A tenure-track professor who has taught in California and Arizona writes:
I've been teaching about a dozen years and the thing that disturbs me the most about my current students is that they don't even fake like they're trying. And this has been coming on more and more over the past few years. In my early days in the classroom, at least I could count on about half of the class actually willing to try to be interested in the material. It felt good to teach back then, because at the end of class some people would mill around, still discussing what we'd covered.
But more and more every student I see seems to act like it's the worst chore in the world to actually come to class, actually bring the book, actually stay upright.
My student evaluations are always positive, and I get through to a few students every semester, but the vast majority of people conduct themselves as if they'd rather be anywhere but a classroom. And I don't get it. It's made my own job into a chore, as I now dread going in there and looking at people who seem just dead inside.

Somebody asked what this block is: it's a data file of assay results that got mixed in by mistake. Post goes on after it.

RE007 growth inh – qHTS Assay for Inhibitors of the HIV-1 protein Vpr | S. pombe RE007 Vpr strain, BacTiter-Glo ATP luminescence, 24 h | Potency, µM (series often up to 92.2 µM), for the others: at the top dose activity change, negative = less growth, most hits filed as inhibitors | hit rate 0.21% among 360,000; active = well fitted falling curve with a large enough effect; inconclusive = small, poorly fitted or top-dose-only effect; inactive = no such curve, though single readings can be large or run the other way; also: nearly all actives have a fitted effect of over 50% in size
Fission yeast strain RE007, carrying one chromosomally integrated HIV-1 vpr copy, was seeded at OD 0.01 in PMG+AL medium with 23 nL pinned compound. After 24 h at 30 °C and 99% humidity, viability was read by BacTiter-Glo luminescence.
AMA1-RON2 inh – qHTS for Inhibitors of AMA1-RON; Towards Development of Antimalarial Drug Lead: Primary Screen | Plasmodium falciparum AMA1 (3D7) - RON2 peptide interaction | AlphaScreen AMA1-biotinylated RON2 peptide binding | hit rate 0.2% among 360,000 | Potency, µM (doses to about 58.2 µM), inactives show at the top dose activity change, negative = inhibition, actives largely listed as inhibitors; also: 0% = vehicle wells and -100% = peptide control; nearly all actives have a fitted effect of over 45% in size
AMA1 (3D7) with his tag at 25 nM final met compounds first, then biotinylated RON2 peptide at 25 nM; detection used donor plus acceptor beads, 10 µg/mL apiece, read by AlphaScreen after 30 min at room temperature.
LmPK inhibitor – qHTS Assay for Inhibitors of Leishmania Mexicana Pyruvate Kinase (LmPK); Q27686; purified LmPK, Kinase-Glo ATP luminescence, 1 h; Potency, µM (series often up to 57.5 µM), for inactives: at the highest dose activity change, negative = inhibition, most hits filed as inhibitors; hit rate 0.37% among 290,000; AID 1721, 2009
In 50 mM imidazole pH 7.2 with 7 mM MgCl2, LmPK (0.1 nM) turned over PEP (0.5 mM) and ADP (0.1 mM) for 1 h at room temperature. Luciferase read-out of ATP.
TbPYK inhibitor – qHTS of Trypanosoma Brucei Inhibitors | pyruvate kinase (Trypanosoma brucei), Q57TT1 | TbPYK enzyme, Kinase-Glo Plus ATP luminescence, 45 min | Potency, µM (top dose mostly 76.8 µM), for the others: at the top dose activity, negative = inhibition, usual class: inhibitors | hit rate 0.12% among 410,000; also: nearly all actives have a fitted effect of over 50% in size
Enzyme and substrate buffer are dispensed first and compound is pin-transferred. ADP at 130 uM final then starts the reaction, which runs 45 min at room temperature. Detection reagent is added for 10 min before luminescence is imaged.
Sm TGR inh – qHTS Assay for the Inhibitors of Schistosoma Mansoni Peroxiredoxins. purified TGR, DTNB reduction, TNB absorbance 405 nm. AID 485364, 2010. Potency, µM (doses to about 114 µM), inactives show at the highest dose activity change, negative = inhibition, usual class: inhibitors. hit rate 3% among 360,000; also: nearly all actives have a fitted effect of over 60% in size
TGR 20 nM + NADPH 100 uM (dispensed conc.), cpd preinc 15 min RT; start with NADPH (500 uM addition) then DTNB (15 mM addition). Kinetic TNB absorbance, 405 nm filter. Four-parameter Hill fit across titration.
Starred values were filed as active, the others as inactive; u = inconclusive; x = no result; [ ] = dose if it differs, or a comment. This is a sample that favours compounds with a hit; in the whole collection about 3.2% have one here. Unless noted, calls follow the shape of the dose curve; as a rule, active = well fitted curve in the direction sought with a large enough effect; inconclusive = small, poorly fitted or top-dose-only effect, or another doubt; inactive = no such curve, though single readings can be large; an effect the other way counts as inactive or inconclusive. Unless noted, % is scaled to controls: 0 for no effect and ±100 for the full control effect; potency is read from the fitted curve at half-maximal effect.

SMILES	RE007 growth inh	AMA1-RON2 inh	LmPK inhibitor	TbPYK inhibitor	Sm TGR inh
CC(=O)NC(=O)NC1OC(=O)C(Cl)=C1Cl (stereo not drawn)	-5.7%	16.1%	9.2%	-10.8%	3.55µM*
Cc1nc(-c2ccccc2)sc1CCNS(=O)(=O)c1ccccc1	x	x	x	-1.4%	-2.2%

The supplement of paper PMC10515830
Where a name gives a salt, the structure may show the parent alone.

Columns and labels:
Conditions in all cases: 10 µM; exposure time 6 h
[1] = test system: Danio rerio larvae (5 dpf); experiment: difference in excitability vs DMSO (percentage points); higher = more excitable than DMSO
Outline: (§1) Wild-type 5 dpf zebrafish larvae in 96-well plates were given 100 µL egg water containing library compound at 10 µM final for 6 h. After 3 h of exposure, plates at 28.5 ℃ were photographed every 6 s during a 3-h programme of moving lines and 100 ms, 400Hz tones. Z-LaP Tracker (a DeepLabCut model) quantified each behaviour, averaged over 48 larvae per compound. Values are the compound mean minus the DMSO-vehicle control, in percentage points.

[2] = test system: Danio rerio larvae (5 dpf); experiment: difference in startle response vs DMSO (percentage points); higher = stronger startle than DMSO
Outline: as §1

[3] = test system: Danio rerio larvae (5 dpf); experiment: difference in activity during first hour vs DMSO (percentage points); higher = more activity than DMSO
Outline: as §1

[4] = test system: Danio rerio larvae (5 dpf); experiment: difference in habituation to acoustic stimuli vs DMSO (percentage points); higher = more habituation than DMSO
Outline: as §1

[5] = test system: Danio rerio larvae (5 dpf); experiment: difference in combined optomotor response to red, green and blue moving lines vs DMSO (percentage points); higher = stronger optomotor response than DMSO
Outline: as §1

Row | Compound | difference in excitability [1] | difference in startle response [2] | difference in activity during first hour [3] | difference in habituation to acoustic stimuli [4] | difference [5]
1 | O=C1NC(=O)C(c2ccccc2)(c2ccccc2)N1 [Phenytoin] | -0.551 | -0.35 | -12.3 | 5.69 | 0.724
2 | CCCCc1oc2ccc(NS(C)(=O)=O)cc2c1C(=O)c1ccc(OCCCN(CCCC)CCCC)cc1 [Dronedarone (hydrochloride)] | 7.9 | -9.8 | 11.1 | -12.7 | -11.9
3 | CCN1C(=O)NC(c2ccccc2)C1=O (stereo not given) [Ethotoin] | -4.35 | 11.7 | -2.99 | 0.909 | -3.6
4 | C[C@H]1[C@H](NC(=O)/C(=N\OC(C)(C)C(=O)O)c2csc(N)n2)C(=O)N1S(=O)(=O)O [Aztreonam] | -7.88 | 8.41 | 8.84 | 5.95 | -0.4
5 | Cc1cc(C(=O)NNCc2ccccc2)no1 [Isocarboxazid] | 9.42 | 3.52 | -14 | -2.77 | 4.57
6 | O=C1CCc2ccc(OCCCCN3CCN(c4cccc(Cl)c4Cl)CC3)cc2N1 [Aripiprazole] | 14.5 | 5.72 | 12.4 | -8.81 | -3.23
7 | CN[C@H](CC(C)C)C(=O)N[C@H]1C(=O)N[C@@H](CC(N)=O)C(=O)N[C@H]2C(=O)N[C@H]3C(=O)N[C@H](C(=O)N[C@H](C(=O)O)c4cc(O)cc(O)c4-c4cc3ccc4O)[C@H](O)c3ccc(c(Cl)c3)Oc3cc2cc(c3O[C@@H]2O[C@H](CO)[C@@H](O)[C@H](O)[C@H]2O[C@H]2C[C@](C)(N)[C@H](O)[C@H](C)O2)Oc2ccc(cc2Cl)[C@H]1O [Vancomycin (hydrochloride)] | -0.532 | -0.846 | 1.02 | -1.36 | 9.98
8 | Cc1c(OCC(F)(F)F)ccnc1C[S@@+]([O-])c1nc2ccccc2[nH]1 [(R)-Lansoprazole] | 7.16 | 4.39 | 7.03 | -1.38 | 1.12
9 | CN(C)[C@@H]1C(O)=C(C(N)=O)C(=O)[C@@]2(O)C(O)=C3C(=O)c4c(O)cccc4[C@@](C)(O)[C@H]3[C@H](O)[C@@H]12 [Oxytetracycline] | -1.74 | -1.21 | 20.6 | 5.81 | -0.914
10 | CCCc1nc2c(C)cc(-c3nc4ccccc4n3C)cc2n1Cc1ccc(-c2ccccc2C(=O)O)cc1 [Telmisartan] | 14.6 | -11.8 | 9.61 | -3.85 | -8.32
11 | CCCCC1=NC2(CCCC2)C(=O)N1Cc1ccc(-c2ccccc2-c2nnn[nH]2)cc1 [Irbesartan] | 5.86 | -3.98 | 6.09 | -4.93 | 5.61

But then out on the quad or in the commons, I see the same people animated, chatting, laughing, dancing. They're young, seem happy, and seem to be full of vigor. But next day in class they hang their heads, they mumble - if they talk at all, and they look as though I've just told them I put pigeon shit in their porridge.
I want to know why today's student doesn't even want to try.